The line has been drawn, as it always is this time of year.
On one side are the teams who are expected to win their divisions; on the other, the long line of teams that would love to knock them off.
As has been true for five years now, the two Central divisions are headlined by their traditional favorites.
Oh, it's been an interesting Hot Stove season, with changes up and down the ranks inflating the hopes of contenders, like so much helium. But when teams go to camp next week, it will still be the Tigers favored to repeat in the American League Central and the Cardinals favored to win the National League Central.
As a reminder, the big boys haven't gone anywhere.
As favorites go, there's not much difference between the Cardinals and the Tigers. Mike Matheny and Brad Ausmus work to sustain the legacy of Tony La Russa and Jim Leyland, whose teams met in the 2006 World Series. And while the storyline might sometimes seem stale around the country, it's fair to say nobody in St. Louis or Detroit has gotten tired of winning.
The Tigers are looking to five-peat this year, continuing the success they've had behind Miguel Cabrera and Justin Verlander, among many others. The Cardinals are expecting a fifth consecutive trip to the playoffs, hopefully as a division champ for the third consecutive time.
Detroit has won 366 regular-season games over the past four seasons, but only 17 in the postseason. The Cardinals won one less regular-season game but have 31 postseason wins the past four years, highlighted by their World Series comeback against Texas in 2011.
The Cardinals won eight of 11 postseason series in this stretch, including the 2011 NL Wild Card Game. The Tigers haven't been as effective in October, getting swept by the Giants in the '12 World Series and winning only four of their past eight postseason series overall.
Few teams face as much of a win-now edict as the Tigers, who haven't won the World Series since 1984. The losses to the Cardinals and Giants in their past two Fall Classics were body blows for Dave Dombrowski and everyone else in the franchise, as the pursuit of a happy ending has turned into an annual event.
When Dombrowski is at the plate, he swings for the fences. He did that in style last July, shocking everyone by adding David Price to a rotation that already included Max Scherzer, Anibal Sanchez and Verlander. But there was no reward.
Relievers Joba Chamberlain, Joakim Soria and Phil Coke allowed eight runs in the eighth inning of Game 1 of the AL Division Series against the Orioles last fall, and for the first time since 2010, the Tigers didn't win a postseason game. So the pursuit continues, now without Scherzer, who signed a $210 million deal with the Nationals after turning down an extension with the Tigers last spring.
For a variety of reasons -- including the loss of Scherzer and concerns about Verlander (his ERA has climbed from 2.64 to 3.46 and 4.54 the past few seasons) -- the Tigers won't be such heavy favorites in 2015 as they were heading into last season. The Royals are confident after turning an AL Wild Card berth into a pennant, the Indians are rallying behind AL Cy Young Award winner Corey Kluber, and the White Sox have imported Jeff Samardzija and David Robertson as part of an impressive offseason overhaul.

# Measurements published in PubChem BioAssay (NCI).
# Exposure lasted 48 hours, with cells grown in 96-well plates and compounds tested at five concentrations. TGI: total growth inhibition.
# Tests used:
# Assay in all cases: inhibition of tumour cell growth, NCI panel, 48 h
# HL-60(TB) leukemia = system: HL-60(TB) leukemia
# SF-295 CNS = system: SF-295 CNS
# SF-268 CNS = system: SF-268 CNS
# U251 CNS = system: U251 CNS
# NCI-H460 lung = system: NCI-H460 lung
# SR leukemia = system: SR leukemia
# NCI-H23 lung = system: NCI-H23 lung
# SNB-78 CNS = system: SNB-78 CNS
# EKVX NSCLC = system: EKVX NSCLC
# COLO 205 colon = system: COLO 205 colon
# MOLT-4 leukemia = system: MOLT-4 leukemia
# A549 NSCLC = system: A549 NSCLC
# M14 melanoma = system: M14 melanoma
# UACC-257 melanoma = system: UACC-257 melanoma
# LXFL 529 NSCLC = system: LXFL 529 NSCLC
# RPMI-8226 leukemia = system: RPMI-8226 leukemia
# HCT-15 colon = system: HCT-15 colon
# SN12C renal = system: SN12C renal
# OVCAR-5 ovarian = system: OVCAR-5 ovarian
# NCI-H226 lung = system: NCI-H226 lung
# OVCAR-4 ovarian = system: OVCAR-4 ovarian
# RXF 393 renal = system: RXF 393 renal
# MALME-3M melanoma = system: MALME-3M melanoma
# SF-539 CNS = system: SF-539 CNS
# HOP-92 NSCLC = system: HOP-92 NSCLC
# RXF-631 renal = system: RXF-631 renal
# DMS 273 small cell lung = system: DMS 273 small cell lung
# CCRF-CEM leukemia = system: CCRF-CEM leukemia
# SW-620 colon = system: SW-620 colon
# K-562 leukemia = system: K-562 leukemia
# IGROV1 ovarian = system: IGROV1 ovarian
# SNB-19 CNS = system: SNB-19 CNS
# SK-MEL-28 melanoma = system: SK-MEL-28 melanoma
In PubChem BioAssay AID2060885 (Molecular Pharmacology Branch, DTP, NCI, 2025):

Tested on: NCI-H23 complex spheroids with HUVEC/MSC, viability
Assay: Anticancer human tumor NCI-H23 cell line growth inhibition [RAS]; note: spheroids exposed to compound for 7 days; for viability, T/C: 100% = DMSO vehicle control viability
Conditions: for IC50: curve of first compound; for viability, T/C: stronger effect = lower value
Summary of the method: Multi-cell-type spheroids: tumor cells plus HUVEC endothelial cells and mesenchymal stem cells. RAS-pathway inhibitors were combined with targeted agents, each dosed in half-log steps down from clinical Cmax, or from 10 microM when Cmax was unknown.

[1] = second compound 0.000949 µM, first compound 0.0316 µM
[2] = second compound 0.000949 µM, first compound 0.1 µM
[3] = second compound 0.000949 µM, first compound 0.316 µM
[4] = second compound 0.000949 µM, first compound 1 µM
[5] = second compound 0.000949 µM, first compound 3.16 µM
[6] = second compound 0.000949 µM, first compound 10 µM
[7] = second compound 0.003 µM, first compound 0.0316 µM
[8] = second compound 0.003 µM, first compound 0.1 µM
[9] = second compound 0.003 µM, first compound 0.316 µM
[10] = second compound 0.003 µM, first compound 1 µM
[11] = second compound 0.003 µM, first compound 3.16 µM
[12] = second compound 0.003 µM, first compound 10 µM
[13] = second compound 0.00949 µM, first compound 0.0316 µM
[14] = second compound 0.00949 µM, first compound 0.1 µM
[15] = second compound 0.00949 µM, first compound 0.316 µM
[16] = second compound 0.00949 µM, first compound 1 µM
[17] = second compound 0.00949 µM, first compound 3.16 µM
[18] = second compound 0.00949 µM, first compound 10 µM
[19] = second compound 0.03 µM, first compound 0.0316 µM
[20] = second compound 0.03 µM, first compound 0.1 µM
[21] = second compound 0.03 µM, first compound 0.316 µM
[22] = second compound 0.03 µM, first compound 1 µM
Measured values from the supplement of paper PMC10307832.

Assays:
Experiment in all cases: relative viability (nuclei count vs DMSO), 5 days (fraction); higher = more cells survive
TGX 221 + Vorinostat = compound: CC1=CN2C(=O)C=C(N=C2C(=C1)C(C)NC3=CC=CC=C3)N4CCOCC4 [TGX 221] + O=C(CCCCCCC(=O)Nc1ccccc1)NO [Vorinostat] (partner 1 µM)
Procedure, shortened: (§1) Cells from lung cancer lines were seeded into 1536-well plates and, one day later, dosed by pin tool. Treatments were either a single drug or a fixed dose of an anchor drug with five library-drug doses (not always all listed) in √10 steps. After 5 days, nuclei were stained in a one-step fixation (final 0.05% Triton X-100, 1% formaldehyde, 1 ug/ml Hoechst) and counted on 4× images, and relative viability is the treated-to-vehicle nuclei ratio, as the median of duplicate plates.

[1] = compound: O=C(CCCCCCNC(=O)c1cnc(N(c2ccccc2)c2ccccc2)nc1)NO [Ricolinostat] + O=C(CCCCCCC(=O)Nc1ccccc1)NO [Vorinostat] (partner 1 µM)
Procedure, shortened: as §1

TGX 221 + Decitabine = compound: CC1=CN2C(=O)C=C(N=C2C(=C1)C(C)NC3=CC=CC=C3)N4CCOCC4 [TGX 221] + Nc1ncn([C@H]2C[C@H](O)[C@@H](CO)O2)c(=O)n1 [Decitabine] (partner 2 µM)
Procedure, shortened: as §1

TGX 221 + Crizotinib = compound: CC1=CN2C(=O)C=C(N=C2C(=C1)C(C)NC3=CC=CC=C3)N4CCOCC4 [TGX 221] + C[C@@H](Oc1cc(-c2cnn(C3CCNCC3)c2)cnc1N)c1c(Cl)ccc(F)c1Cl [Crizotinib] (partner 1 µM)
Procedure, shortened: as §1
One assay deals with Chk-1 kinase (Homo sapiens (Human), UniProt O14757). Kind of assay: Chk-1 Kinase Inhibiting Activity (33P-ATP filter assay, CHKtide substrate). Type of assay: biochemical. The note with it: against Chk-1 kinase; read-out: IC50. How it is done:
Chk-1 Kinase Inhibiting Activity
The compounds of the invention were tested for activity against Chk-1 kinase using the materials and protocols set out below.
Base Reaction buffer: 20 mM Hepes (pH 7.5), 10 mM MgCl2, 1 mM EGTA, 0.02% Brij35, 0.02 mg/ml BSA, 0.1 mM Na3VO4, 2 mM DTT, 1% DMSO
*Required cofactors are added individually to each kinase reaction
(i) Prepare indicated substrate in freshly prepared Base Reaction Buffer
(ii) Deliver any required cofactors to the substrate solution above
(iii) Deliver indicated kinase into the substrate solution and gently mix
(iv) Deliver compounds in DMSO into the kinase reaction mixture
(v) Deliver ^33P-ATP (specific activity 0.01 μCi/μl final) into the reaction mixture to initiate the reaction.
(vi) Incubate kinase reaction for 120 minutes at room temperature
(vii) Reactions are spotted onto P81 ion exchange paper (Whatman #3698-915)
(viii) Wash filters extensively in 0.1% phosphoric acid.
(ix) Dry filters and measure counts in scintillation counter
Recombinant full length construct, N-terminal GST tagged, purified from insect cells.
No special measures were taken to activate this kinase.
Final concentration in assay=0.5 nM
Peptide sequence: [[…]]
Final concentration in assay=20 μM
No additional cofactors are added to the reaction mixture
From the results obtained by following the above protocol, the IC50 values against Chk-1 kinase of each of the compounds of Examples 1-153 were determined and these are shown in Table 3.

But the Tigers' run of success in recent years has been more about Cabrera, Victor Martinez and the rest of the lineup than the rotation, and they believe they dodged a bullet with a positive report on Martinez after his knee surgery on Tuesday. He could be ready for Opening Day, and Cabrera could be better than he's been in awhile after surgery on his right ankle in October.
You'll understand if Dombrowski and Ausmus watch those two closely in Florida, along with shortstop Jose Iglesias, who might be the biggest concern in Lakeland, Fla., given the importance of his position and the mystery that surrounded the stress fractures in both shins that caused him to miss last season.
While St. Louis won 90 games a year ago, when it rolled to the NL Championship Series, the lineup was a huge disappointment. It had scored 783 runs in 2013, leading the league, but ranked 10th with 619 runs last year. The tragic death of top prospect Oscar Taveras contributed to the need for Heyward, who will play right field and hit at the top of the lineup, in front of Matt Holliday, Matt Adams, Yadier Molina and Johnny Peralta.
The strength of the Cardinals should again be the rotation, which has ranked in the top third of the NL in ERA during five of the past six seasons (the exception being 2011, when an Albert Pujols-led lineup delivered a World Series championship). Wainwright, Lance Lynn and John Lackey are as strong of a front three as there is in the NL, and Martinez and Mark Buehrle clone Marco Gonzales look like excellent options for the other two spots.
Michael Wacha, who is recovering from a rare scapular stress injury, and Jaime Garcia are working hard to get back on the mound. Carlos Villanueva, who was signed recently to a Minor League contract, provides some depth.
When the Pirates, Reds, Brewers and Cubs look at the Cardinals, they see a team that has more vulnerability than it did a year ago. The situation is the same in the AL.
A lot of people will tell you the Tigers have lost their mojo.
Maybe. But a wise person replies that he'll believe it when he sees it.
Phil Rogers is a columnist for MLB.com. This story was not subject to the approval of Major League Baseball or its clubs.